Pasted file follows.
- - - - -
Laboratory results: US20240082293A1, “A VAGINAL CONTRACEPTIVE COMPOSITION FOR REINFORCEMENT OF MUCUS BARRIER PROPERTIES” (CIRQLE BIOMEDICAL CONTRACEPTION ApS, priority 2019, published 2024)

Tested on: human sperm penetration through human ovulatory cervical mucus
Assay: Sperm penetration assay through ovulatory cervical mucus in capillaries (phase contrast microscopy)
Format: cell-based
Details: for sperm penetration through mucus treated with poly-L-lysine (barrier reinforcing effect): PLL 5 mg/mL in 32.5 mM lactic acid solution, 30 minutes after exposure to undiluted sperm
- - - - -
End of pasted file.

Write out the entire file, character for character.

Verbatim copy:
Laboratory results: US20240082293A1, “A VAGINAL CONTRACEPTIVE COMPOSITION FOR REINFORCEMENT OF MUCUS BARRIER PROPERTIES” (CIRQLE BIOMEDICAL CONTRACEPTION ApS, priority 2019, published 2024)

Tested on: human sperm penetration through human ovulatory cervical mucus
Assay: Sperm penetration assay through ovulatory cervical mucus in capillaries (phase contrast microscopy)
Format: cell-based
Details: for sperm penetration through mucus treated with poly-L-lysine (barrier reinforcing effect): PLL 5 mg/mL in 32.5 mM lactic acid solution, 30 minutes after exposure to undiluted sperm